In fact I am so impressed I asked if they would mind if I used it on the Tararua Library Twitter account. They, being lovely collegial people said yes. In fact we had an idea to make it a challenge. Let see what first lines libraries can find. So for all you library tweeters out there, tweet the first line of a book with a link back to your catalog. Include the hastag #firstlines and lets see how many like the same ones, how many bad ones there are and how many good ones!

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I have been thinking about blogging and social media a lot recently. Currently I have been acting as a guide for the Learn@APNK program,  and I am heading to Gisborne next week to talk to the librarians there about Social Media. Thinking about how to explain Social Media, and how to “sell” it without sounding too evangelical has occupied my mind. What are the benefits? How do we do it? What’s best practice? Are questions I have been asking myself and looking to answer.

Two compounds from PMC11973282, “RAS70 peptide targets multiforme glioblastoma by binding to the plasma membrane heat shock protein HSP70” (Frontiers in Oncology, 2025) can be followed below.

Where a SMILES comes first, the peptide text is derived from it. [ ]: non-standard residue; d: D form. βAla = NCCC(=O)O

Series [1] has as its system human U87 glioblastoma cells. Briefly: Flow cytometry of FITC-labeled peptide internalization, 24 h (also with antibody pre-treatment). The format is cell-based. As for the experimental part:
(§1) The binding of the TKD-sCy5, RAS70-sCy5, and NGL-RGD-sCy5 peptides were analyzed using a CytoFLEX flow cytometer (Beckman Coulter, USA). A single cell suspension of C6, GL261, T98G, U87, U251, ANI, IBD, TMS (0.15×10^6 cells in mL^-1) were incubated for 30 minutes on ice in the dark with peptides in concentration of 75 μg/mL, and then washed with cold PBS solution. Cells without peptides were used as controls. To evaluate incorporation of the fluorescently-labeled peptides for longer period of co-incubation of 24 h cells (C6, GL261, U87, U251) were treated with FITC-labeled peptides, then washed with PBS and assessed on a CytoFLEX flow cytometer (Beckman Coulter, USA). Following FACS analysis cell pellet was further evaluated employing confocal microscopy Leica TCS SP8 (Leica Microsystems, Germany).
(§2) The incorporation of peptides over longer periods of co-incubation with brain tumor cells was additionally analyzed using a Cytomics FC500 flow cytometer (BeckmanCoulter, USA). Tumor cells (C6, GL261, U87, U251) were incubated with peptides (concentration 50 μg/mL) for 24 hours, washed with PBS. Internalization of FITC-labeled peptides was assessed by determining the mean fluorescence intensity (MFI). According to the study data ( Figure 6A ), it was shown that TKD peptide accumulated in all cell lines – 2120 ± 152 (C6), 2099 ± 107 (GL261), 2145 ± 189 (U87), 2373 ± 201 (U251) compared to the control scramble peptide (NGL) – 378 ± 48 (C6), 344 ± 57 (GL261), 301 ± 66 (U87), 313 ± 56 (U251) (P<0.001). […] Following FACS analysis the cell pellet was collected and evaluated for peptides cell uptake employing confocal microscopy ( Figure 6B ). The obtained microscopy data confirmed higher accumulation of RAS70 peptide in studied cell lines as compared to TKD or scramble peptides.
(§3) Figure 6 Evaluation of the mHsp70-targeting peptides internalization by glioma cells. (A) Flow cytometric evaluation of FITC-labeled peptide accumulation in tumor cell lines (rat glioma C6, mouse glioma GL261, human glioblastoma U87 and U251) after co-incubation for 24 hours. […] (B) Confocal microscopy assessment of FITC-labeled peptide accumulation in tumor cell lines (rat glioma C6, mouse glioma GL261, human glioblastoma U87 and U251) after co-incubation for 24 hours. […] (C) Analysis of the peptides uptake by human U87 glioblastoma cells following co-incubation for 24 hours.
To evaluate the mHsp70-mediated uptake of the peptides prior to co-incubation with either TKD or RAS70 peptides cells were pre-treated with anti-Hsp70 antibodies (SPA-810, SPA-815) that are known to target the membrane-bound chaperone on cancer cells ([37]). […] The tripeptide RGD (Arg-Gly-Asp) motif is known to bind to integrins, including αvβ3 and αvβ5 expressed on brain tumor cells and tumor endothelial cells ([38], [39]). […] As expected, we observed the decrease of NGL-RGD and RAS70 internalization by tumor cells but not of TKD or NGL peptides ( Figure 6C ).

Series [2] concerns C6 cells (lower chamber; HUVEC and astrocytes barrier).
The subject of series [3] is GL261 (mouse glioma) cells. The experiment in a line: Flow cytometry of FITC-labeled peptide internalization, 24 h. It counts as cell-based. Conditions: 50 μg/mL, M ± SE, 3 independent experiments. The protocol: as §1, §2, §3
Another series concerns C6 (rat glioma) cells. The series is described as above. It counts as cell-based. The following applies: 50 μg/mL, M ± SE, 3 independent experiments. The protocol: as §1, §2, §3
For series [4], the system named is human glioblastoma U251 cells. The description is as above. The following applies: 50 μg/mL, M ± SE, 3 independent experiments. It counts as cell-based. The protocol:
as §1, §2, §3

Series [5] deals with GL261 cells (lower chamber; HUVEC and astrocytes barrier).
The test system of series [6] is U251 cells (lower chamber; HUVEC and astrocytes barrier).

Another reason blogging in particular has been troubling me, is the fact that my library blog Tararua District Libraries has reached it’s two year birthday. That’s a lot of blogging. The readership of the blog has been trending down, and I am wondering if I am getting a bit stale in my posting. I have been frustrated in not being able to get my colleagues more involved, and since I am writing for four blogs at the moment one gets a little tired. 😦

I am feeling I need some sort of refresher to boost enthusiasm and inspiration, but I am unsure where to find it 😆

On a positive note, reaching the two year mark on the Tararua blog feels good 🙂 So happy birthday to me/it/us.

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OCLC has introduced a new feature for WorldCat, which is so cool it’s freezing. I wish our catalog could do this:

From The OCLC Cooperative Blog

#Ask4Stuff is a new, Twitter-based service that returns a WorldCat search when you send a tweet with the tag #Ask4Stuff.  So if you send the following tweet: